Bpston, 1899, 69; propounds doc-
trine of expulsion of dust from stars
under repulsive forces, 70; consider-
ed for and appointed to professorship
of mathematics in the navy by Presi-
dent McKinley, 70-71; surprised by
Secretary Long's announcement of
his appointment, 70; assigned duty
at Naval Observatory, Washington,
and occupied with meridian work, 71 ;
recommends removal of piers of 6-
inch transit circle, 72; observes
satellite of Neptune and discovers
belts on planet, 1899, 72; in charge
of 26-inch equatorial telescope of
Naval Observatory, 72; systematic
measurement of many satellites, 73,
74; investigates constants of irradi-
ation by new methods, 73; results
generally accepted by astronomers,
74; inquiry into the method by Lord
Kelvin, 1902, 74; his satellite meas-
ures used by Dyson, Bergstrand
and Struve, 74 ; his work commended
by Callandreau, Schiaparelli, Burn-
ham, Barnard and Struve, 75; aids
in improving personnel of Naval Ob-
servatory, 75; works very hard and
finally becomes ill, 75; his double
star observations and micrometer
researches, 76; observations of Eros
for parallax of Sun leads to good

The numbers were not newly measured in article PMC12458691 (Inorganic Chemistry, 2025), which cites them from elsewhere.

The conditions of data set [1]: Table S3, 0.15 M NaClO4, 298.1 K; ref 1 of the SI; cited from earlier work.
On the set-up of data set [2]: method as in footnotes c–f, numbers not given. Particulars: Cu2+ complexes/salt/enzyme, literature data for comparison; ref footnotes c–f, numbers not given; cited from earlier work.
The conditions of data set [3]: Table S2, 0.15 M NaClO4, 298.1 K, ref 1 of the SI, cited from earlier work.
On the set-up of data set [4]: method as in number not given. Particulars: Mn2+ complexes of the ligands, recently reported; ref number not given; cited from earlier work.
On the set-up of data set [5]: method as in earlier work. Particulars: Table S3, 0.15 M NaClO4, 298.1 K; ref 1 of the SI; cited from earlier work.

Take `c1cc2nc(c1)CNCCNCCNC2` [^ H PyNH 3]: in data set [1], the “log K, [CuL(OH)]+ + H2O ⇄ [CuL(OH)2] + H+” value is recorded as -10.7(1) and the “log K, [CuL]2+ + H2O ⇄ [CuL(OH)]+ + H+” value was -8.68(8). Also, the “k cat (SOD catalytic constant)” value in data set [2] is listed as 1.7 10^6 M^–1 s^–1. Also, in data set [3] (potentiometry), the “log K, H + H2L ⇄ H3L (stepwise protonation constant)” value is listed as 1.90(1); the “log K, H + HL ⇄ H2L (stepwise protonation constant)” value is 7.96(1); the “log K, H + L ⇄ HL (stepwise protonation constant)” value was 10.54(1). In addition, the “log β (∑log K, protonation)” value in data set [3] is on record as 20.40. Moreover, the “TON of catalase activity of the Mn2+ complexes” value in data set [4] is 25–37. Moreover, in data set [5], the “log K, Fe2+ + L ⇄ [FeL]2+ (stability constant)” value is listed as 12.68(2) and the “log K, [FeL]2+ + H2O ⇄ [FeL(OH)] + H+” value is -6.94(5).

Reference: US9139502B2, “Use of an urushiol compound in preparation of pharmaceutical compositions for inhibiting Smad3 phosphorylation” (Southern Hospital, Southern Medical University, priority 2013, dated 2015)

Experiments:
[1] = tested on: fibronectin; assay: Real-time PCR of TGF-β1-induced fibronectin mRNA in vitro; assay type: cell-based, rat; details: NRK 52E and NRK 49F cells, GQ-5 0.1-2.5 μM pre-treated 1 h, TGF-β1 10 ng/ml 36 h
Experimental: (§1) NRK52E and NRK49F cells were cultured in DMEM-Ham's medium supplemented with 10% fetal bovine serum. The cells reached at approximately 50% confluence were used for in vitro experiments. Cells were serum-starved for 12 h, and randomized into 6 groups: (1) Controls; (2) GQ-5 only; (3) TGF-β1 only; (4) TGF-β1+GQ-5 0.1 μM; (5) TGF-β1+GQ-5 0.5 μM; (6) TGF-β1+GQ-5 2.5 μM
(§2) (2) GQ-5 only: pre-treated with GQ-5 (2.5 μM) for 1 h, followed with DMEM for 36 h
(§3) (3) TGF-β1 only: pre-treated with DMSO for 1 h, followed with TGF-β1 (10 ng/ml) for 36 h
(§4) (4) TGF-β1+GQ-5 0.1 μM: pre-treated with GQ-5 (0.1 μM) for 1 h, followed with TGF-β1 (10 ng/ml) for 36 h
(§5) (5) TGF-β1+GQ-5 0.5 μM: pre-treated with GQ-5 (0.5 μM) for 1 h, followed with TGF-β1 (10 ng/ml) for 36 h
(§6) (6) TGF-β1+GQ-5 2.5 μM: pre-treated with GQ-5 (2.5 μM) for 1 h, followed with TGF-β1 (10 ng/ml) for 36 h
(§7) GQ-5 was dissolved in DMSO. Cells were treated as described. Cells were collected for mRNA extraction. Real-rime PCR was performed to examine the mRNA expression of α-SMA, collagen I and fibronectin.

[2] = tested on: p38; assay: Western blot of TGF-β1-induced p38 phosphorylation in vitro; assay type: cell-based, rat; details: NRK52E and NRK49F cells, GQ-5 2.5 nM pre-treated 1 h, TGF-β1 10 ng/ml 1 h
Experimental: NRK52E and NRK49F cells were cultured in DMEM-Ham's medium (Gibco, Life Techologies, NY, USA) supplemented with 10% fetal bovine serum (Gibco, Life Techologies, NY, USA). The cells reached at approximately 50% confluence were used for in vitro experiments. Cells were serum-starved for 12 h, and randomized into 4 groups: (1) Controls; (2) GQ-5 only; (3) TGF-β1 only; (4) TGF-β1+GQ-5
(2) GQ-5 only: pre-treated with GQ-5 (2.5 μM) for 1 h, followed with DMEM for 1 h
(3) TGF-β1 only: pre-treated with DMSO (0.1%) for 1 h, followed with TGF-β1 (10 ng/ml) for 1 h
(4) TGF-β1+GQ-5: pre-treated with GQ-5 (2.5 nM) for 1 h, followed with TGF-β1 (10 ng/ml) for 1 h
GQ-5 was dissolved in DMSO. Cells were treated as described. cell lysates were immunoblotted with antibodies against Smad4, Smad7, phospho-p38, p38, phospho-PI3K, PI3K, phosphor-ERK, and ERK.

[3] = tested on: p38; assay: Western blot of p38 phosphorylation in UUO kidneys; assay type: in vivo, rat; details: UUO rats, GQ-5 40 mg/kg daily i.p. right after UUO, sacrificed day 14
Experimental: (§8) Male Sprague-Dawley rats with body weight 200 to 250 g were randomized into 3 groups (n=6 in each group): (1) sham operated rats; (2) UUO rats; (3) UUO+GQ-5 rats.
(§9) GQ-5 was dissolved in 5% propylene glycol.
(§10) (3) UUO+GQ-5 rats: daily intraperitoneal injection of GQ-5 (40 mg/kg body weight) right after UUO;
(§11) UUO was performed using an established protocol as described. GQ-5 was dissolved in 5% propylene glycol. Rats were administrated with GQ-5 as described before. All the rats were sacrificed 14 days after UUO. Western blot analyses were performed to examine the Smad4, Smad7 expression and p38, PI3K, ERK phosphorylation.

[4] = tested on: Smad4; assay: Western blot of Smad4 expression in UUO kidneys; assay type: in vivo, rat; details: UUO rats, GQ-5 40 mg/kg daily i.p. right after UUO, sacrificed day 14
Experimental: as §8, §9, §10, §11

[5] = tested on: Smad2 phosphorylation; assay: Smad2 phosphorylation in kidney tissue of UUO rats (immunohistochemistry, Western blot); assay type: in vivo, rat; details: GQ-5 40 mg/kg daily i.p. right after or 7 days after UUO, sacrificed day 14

result, 76; eminent success of his
work at Washington, 77; his illness
at the naval academy, 78; sympa-



thetic method in the teaching of mid-
shipmen, 78; invents new kind of
whole wheat bread which restores
his health, December, 1904, 79; en-
ters upon unparalleled career of dis-
covery at Mare Island, 80; by re-
searches just made on internal con-
stitution of planets is enabled to
recognize the fallacy in the old theory
of earthquakes, 1906, 80; lays new
foundations for Cosmogony, 1908,
80, 81 ; measures the depth of Milky
Way, 1911, 80, 81; confirms and
extends Herschel's theory of the
globular star clusters, 1912, 80, 81;
married to Miss Frances Graves,
June 18, 1907, 81; his simple home
life at Mare Island, 81; deep grief
over loss of infant son, July 28, 1909,
81; barely survives violent attack
of appendicitis, Jan., 1909, 82; re-
covery attributed to life-long habits
of total abstinence from liquors or
tobacco in any form, 82; works while
everyone else sleeps, 83; labor of
1909 in finishing the Researches, Vol.
II, compared to Newton's writing of
the Prindpia, 1685-6, 83; the great
difficulty in establishing the Science
of Cosmogony, 84 ; his outdoor habits
of life in California, 84; visits Yose-
mite Valley and the big trees, 84;
his enthusiasm for fine paintings, and